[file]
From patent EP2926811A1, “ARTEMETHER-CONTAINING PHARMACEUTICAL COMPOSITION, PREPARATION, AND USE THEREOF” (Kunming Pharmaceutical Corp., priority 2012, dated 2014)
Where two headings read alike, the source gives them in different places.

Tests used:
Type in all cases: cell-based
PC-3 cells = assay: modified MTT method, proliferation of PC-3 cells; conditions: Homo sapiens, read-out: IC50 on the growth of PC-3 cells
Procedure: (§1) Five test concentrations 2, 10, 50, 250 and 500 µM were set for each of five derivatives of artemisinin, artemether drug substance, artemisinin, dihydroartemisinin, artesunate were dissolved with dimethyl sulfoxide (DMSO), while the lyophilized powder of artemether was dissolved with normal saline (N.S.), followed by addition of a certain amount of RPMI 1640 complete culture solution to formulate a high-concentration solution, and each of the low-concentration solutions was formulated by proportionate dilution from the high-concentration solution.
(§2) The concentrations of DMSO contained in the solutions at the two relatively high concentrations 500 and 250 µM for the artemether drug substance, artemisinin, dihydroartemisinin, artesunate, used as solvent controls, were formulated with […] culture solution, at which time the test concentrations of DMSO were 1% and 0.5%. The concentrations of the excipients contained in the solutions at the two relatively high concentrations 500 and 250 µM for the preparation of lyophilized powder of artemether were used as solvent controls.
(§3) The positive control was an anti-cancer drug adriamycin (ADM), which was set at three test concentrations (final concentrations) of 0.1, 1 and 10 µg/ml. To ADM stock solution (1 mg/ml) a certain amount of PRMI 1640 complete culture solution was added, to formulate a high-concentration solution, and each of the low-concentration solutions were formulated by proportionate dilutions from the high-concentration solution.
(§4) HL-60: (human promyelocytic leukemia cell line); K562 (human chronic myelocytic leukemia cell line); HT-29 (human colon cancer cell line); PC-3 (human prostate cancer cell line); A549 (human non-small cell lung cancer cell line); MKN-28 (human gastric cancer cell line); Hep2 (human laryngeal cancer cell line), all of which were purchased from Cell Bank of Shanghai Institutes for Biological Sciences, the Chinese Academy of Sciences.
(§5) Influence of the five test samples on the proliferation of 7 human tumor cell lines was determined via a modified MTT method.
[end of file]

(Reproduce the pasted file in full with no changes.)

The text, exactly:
From patent EP2926811A1, “ARTEMETHER-CONTAINING PHARMACEUTICAL COMPOSITION, PREPARATION, AND USE THEREOF” (Kunming Pharmaceutical Corp., priority 2012, dated 2014)
Where two headings read alike, the source gives them in different places.

Tests used:
Type in all cases: cell-based
PC-3 cells = assay: modified MTT method, proliferation of PC-3 cells; conditions: Homo sapiens, read-out: IC50 on the growth of PC-3 cells
Procedure: (§1) Five test concentrations 2, 10, 50, 250 and 500 µM were set for each of five derivatives of artemisinin, artemether drug substance, artemisinin, dihydroartemisinin, artesunate were dissolved with dimethyl sulfoxide (DMSO), while the lyophilized powder of artemether was dissolved with normal saline (N.S.), followed by addition of a certain amount of RPMI 1640 complete culture solution to formulate a high-concentration solution, and each of the low-concentration solutions was formulated by proportionate dilution from the high-concentration solution.
(§2) The concentrations of DMSO contained in the solutions at the two relatively high concentrations 500 and 250 µM for the artemether drug substance, artemisinin, dihydroartemisinin, artesunate, used as solvent controls, were formulated with […] culture solution, at which time the test concentrations of DMSO were 1% and 0.5%. The concentrations of the excipients contained in the solutions at the two relatively high concentrations 500 and 250 µM for the preparation of lyophilized powder of artemether were used as solvent controls.
(§3) The positive control was an anti-cancer drug adriamycin (ADM), which was set at three test concentrations (final concentrations) of 0.1, 1 and 10 µg/ml. To ADM stock solution (1 mg/ml) a certain amount of PRMI 1640 complete culture solution was added, to formulate a high-concentration solution, and each of the low-concentration solutions were formulated by proportionate dilutions from the high-concentration solution.
(§4) HL-60: (human promyelocytic leukemia cell line); K562 (human chronic myelocytic leukemia cell line); HT-29 (human colon cancer cell line); PC-3 (human prostate cancer cell line); A549 (human non-small cell lung cancer cell line); MKN-28 (human gastric cancer cell line); Hep2 (human laryngeal cancer cell line), all of which were purchased from Cell Bank of Shanghai Institutes for Biological Sciences, the Chinese Academy of Sciences.
(§5) Influence of the five test samples on the proliferation of 7 human tumor cell lines was determined via a modified MTT method.